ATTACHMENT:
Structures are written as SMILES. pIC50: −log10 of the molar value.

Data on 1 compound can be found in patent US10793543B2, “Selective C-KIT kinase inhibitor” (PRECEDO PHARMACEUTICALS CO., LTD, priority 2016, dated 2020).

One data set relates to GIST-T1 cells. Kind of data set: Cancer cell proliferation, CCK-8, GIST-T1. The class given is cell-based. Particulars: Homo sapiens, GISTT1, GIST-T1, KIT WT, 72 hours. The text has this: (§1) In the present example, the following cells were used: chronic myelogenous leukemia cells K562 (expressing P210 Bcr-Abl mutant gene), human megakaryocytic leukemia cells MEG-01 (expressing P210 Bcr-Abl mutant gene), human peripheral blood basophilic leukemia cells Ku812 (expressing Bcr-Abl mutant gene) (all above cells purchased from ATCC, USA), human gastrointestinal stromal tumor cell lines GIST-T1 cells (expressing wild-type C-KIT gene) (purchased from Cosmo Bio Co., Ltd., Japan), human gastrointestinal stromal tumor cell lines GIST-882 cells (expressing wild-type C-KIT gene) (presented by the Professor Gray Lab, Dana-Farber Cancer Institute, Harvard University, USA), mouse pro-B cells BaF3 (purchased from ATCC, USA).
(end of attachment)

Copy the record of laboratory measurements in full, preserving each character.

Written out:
Structures are written as SMILES. pIC50: −log10 of the molar value.

Data on 1 compound can be found in patent US10793543B2, “Selective C-KIT kinase inhibitor” (PRECEDO PHARMACEUTICALS CO., LTD, priority 2016, dated 2020).

One data set relates to GIST-T1 cells. Kind of data set: Cancer cell proliferation, CCK-8, GIST-T1. The class given is cell-based. Particulars: Homo sapiens, GISTT1, GIST-T1, KIT WT, 72 hours. The text has this: (§1) In the present example, the following cells were used: chronic myelogenous leukemia cells K562 (expressing P210 Bcr-Abl mutant gene), human megakaryocytic leukemia cells MEG-01 (expressing P210 Bcr-Abl mutant gene), human peripheral blood basophilic leukemia cells Ku812 (expressing Bcr-Abl mutant gene) (all above cells purchased from ATCC, USA), human gastrointestinal stromal tumor cell lines GIST-T1 cells (expressing wild-type C-KIT gene) (purchased from Cosmo Bio Co., Ltd., Japan), human gastrointestinal stromal tumor cell lines GIST-882 cells (expressing wild-type C-KIT gene) (presented by the Professor Gray Lab, Dana-Farber Cancer Institute, Harvard University, USA), mouse pro-B cells BaF3 (purchased from ATCC, USA).